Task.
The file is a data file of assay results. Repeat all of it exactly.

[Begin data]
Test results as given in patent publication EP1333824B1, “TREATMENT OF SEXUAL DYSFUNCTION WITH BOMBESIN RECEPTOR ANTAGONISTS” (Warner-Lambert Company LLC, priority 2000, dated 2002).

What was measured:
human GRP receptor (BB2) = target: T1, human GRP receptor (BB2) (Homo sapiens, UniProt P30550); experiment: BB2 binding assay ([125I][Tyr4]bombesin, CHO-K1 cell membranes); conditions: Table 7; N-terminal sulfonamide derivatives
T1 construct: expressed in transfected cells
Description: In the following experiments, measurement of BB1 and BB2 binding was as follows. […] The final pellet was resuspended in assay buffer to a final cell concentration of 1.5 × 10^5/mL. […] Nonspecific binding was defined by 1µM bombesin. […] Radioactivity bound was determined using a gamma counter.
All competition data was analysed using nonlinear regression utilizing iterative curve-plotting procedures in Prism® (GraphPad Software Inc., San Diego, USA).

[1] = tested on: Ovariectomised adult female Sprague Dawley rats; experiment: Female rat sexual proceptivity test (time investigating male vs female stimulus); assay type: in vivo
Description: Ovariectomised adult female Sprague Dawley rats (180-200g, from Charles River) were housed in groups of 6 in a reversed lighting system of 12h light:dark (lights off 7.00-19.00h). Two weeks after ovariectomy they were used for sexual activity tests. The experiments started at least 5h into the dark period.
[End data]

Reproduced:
Test results as given in patent publication EP1333824B1, “TREATMENT OF SEXUAL DYSFUNCTION WITH BOMBESIN RECEPTOR ANTAGONISTS” (Warner-Lambert Company LLC, priority 2000, dated 2002).

What was measured:
human GRP receptor (BB2) = target: T1, human GRP receptor (BB2) (Homo sapiens, UniProt P30550); experiment: BB2 binding assay ([125I][Tyr4]bombesin, CHO-K1 cell membranes); conditions: Table 7; N-terminal sulfonamide derivatives
T1 construct: expressed in transfected cells
Description: In the following experiments, measurement of BB1 and BB2 binding was as follows. […] The final pellet was resuspended in assay buffer to a final cell concentration of 1.5 × 10^5/mL. […] Nonspecific binding was defined by 1µM bombesin. […] Radioactivity bound was determined using a gamma counter.
All competition data was analysed using nonlinear regression utilizing iterative curve-plotting procedures in Prism® (GraphPad Software Inc., San Diego, USA).

[1] = tested on: Ovariectomised adult female Sprague Dawley rats; experiment: Female rat sexual proceptivity test (time investigating male vs female stimulus); assay type: in vivo
Description: Ovariectomised adult female Sprague Dawley rats (180-200g, from Charles River) were housed in groups of 6 in a reversed lighting system of 12h light:dark (lights off 7.00-19.00h). Two weeks after ovariectomy they were used for sexual activity tests. The experiments started at least 5h into the dark period.